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Ask a Master Gardener: What’s In a Name?

By Alice Marty, Mobile County Master Gardener, www.mobilecountymastergardeners.org


Recently I purchased a book by plant expert Allan Armitage, an internationally well-known writer, speaker, and horticulturist. I own his reference book, “Armitage’s Garden Perennials,” and was looking for something more low-key. This time I selected “Of Naked Ladies and Forget-Me-Nots: The stories behind the common names of some of our favorite plants.” The title is quite an attention-getter. Yet an even more brash title was at first proposed. After deciding that plant lovers were mostly a PG group and gathering opinions from several fellow authors, Dr. Armitage decided a last-minute change should be made. You must read the book to find the “before publishing” title. I am not one to give away all an author’s secrets.


The first chapter in the book is titled ‘A Hydrangea Named Annabelle.’ “The story begins in 1910 when two sisters, Harriet and Amy Kirkpatrick were on horseback in the countryside near their small town in southern Illinois. They were gardeners, so when they came upon a hydrangea unlike any they had seen, they took a few cuttings.”


It was 50 years later that woody plant expert J.C. McDaniel passed through the town of Anna, Illinois. He noticed a hydrangea that he did not recognize blooming in every garden. Of course, he stopped at a house to ask the name of the cultivar. The homeowner did not know the name of the plant, only that her mother had found them somewhere. He asked if he could take some cuttings.

Only three years later, mature plants were ready to be marketed under the name Annabelle, for the belles of Anna, Illinois.


Some of the 217 story titles that may pique your interest:

‘How the Poppy Became the Flower of Remembrance’

‘Was There Really a Man Called Joe Pye?’

‘Who Was Sweet William?’

‘Poke Salad Annie’

‘Did the Confederacy Really Have a Rose?’


In the forward of his book, Dr. Armitage states “Gardening should be fun! After speaking at a gardening meeting in New York, a member of the audience asked ‘What do you think of people using common names instead of botanical names?’ One of the other speakers answered that he used botanical names exclusively, and most of the other experts agreed. They felt that common names were confusing, and were often different in various areas of the country, state, or even within a county. Stating if gardeners and landscapers would try to use botanical names, they would become more efficient when speaking, and asking for specific plants would not be a problem.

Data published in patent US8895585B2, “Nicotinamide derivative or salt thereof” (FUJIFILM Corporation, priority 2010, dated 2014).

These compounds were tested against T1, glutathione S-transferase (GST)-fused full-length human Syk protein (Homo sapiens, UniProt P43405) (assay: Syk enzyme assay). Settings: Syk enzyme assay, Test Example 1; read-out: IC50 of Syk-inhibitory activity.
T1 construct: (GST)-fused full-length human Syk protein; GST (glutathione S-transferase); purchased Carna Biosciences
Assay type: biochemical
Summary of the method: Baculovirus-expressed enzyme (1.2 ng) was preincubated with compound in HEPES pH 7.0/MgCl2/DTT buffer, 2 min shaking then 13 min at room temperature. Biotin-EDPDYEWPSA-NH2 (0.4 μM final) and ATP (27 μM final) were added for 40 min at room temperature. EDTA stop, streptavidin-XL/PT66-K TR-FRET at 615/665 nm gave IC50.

Dr. Armitage had a different answer to the question. “Wait a minute, you guys are crazy! Gardeners can’t be expected to keep up to date with Latin names! But most importantly, we must make gardening simpler—and more fun.”


You may be surprised to find out that Master Gardeners do not study Latin to memorize the scientific names of plant groups. Like every other plant lover, Master Gardeners use and enjoy the common names that come to mind more easily, and usually describe the plant attributes, good or bad. Since so few people speak Latin, common names seem like a logical plan. But there are drawbacks.


Let’s say you are on a social media site, and someone posts a photo of a hen and chicks plant. They ask if it is hardy in zone 5. Some respondents say “Yes” and others say “No.” Obviously, everyone can’t be right. Using a common name is what caused the confusion. The common name hen and chicks can be shared by sempervivum, echeveria and some sedum species. What you call hen and chicks may not have the same growing requirements as my hen and chicks. They may even look different. Echeveria is not hardy in zone 5, Sempervivum tectorum is. It will be difficult to find the correct cultural information without the botanical/scientific name.


I stand in the middle of this subject. Common names are good until I want a very specific plant. Then I go scientific! Dr. Armitage is a vastly educated plant expert, and we both think “Gardening should be fun!”


Resources: (1) “Of Naked Ladies and Forget-Me-Nots, The stories behind the common names of some of our favorite plants.” by Allan M. Armitage ©2017


Photo credits: With permission of David J. Stang and Liné1 on commons.wikimedia.org


Sempervirum tectorum, also goes by the common name Hens and Chicks.

Echeveria elegans, also called Hens and Chicks but has different flowering habits and life cycles

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